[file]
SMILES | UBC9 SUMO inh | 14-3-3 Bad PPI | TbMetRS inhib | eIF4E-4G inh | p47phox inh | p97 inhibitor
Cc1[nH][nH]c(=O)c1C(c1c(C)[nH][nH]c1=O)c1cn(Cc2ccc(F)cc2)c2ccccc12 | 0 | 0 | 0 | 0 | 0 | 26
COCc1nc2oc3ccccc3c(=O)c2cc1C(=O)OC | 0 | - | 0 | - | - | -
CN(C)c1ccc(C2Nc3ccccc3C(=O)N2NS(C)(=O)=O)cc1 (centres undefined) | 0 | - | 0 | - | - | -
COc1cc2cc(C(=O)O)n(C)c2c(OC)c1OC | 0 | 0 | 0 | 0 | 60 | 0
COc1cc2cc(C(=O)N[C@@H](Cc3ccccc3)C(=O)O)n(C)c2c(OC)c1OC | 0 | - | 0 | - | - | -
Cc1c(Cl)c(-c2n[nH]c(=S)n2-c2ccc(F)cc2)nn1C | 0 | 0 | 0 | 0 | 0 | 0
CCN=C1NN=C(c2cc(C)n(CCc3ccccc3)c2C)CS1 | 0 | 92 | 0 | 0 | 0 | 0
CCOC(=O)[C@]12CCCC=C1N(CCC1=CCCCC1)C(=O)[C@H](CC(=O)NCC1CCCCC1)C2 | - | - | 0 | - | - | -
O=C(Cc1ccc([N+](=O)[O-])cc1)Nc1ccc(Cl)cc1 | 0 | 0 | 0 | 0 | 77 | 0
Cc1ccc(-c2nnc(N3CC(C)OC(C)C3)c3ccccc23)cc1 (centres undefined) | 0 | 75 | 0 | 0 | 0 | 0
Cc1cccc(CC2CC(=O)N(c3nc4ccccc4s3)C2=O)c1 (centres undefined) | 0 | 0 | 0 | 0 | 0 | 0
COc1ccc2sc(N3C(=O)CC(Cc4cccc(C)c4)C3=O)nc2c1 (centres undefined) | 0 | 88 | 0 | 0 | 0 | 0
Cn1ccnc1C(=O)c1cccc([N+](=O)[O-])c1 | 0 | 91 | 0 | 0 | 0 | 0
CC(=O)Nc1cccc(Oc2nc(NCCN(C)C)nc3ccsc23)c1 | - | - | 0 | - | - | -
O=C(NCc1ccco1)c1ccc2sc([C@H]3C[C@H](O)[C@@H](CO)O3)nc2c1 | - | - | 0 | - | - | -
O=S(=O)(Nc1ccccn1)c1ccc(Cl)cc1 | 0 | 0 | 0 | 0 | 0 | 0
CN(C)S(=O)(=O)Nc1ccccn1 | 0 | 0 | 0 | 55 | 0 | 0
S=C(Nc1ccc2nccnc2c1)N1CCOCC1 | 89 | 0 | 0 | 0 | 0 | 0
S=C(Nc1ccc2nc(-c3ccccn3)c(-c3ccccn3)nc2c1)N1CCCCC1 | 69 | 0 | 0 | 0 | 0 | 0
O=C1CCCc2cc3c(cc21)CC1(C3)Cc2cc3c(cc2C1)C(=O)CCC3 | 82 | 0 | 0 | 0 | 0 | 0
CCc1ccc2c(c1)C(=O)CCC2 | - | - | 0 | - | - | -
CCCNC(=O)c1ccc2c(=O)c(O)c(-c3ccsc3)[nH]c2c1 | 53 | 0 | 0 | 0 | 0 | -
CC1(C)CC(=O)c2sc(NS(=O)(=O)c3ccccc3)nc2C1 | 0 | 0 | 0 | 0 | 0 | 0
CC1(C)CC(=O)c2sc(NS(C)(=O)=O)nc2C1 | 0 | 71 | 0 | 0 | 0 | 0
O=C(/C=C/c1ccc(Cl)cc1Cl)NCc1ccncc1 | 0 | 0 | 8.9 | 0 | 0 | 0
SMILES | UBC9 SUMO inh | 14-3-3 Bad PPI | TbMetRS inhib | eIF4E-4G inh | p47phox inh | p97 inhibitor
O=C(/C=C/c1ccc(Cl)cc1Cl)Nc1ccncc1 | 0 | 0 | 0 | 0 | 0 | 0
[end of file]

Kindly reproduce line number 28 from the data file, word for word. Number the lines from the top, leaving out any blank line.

O=C(/C=C/c1ccc(Cl)cc1Cl)Nc1ccncc1 | 0 | 0 | 0 | 0 | 0 | 0